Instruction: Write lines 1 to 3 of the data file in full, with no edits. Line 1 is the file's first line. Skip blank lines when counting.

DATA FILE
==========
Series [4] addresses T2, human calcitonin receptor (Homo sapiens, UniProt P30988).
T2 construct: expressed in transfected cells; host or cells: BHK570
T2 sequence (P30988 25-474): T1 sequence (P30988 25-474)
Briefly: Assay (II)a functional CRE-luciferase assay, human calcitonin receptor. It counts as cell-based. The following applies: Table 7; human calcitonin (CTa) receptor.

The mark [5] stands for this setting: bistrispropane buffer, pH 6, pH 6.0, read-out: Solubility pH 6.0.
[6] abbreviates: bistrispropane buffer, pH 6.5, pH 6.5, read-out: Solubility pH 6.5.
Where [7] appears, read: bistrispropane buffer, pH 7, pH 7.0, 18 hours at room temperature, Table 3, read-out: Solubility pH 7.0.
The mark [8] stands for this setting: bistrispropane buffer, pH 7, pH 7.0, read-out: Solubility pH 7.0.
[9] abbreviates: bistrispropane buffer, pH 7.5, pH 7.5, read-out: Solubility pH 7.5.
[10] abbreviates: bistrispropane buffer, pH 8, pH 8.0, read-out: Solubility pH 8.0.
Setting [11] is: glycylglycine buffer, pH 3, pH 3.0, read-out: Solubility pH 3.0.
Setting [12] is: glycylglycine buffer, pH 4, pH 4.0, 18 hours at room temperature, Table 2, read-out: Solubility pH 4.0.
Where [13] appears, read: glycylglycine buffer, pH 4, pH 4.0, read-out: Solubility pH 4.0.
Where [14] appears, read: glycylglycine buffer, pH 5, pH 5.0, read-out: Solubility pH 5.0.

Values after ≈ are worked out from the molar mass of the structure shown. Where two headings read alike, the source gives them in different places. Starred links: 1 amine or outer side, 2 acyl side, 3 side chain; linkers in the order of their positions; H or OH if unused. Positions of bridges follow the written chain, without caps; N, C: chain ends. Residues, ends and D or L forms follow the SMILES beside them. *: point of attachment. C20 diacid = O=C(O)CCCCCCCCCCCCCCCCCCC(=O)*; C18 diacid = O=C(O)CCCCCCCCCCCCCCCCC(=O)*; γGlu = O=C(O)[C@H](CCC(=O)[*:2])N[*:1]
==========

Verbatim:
Series [4] addresses T2, human calcitonin receptor (Homo sapiens, UniProt P30988).
T2 construct: expressed in transfected cells; host or cells: BHK570
T2 sequence (P30988 25-474): T1 sequence (P30988 25-474)